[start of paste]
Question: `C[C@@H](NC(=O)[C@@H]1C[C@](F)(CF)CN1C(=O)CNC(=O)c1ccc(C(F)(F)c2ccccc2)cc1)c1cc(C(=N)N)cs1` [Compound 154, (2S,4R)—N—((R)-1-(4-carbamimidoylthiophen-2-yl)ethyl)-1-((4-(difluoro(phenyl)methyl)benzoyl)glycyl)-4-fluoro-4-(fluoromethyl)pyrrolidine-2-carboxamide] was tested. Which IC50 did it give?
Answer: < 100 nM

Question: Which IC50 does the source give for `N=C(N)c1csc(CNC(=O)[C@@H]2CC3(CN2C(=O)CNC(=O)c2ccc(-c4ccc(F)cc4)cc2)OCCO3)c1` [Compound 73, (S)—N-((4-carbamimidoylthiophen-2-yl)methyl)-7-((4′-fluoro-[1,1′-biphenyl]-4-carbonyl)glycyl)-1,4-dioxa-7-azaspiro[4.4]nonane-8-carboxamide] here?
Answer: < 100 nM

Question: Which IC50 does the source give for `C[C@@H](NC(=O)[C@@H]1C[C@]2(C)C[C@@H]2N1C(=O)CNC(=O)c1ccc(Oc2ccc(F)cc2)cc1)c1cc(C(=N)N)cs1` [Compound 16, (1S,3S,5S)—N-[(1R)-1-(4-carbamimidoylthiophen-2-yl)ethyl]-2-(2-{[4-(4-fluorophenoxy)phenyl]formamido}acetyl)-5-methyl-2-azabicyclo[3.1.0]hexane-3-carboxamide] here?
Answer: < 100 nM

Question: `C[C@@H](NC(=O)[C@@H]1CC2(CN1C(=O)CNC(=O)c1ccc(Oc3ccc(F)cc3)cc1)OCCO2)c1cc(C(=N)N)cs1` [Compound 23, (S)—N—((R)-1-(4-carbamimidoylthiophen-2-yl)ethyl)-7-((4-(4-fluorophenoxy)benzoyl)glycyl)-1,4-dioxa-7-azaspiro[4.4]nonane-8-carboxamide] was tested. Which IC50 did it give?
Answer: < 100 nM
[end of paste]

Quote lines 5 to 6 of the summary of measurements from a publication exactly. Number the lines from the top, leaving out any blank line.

Question: Which IC50 does the source give for `C[C@@H](NC(=O)[C@@H]1C[C@]2(C)C[C@@H]2N1C(=O)CNC(=O)c1ccc(Oc2ccc(F)cc2)cc1)c1cc(C(=N)N)cs1` [Compound 16, (1S,3S,5S)—N-[(1R)-1-(4-carbamimidoylthiophen-2-yl)ethyl]-2-(2-{[4-(4-fluorophenoxy)phenyl]formamido}acetyl)-5-methyl-2-azabicyclo[3.1.0]hexane-3-carboxamide] here?
Answer: < 100 nM